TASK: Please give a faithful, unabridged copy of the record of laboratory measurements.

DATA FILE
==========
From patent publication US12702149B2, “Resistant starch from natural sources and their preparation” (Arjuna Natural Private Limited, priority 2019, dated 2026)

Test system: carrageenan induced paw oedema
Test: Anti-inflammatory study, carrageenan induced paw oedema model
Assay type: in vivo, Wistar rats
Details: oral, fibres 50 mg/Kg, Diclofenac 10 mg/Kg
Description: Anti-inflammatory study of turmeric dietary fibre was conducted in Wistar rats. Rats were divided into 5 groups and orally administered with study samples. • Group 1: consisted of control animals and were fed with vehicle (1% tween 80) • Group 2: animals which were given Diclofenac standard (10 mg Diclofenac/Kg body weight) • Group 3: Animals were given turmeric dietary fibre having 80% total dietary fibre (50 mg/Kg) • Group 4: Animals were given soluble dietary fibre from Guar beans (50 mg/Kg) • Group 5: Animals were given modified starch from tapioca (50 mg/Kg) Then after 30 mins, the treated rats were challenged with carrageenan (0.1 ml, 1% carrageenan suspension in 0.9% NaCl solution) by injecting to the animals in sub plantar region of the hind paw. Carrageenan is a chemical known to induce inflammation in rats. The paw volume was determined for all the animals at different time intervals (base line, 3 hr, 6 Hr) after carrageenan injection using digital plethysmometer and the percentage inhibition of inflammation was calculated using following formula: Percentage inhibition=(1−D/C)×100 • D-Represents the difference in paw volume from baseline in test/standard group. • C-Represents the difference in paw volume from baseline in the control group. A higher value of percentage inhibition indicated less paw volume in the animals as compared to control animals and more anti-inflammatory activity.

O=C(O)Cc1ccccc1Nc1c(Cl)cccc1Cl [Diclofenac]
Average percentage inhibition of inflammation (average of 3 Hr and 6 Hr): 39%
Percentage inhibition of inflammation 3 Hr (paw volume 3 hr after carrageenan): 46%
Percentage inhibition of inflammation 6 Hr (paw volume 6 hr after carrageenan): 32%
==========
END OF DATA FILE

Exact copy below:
From patent publication US12702149B2, “Resistant starch from natural sources and their preparation” (Arjuna Natural Private Limited, priority 2019, dated 2026)

Test system: carrageenan induced paw oedema
Test: Anti-inflammatory study, carrageenan induced paw oedema model
Assay type: in vivo, Wistar rats
Details: oral, fibres 50 mg/Kg, Diclofenac 10 mg/Kg
Description: Anti-inflammatory study of turmeric dietary fibre was conducted in Wistar rats. Rats were divided into 5 groups and orally administered with study samples. • Group 1: consisted of control animals and were fed with vehicle (1% tween 80) • Group 2: animals which were given Diclofenac standard (10 mg Diclofenac/Kg body weight) • Group 3: Animals were given turmeric dietary fibre having 80% total dietary fibre (50 mg/Kg) • Group 4: Animals were given soluble dietary fibre from Guar beans (50 mg/Kg) • Group 5: Animals were given modified starch from tapioca (50 mg/Kg) Then after 30 mins, the treated rats were challenged with carrageenan (0.1 ml, 1% carrageenan suspension in 0.9% NaCl solution) by injecting to the animals in sub plantar region of the hind paw. Carrageenan is a chemical known to induce inflammation in rats. The paw volume was determined for all the animals at different time intervals (base line, 3 hr, 6 Hr) after carrageenan injection using digital plethysmometer and the percentage inhibition of inflammation was calculated using following formula: Percentage inhibition=(1−D/C)×100 • D-Represents the difference in paw volume from baseline in test/standard group. • C-Represents the difference in paw volume from baseline in the control group. A higher value of percentage inhibition indicated less paw volume in the animals as compared to control animals and more anti-inflammatory activity.

O=C(O)Cc1ccccc1Nc1c(Cl)cccc1Cl [Diclofenac]
Average percentage inhibition of inflammation (average of 3 Hr and 6 Hr): 39%
Percentage inhibition of inflammation 3 Hr (paw volume 3 hr after carrageenan): 46%
Percentage inhibition of inflammation 6 Hr (paw volume 6 hr after carrageenan): 32%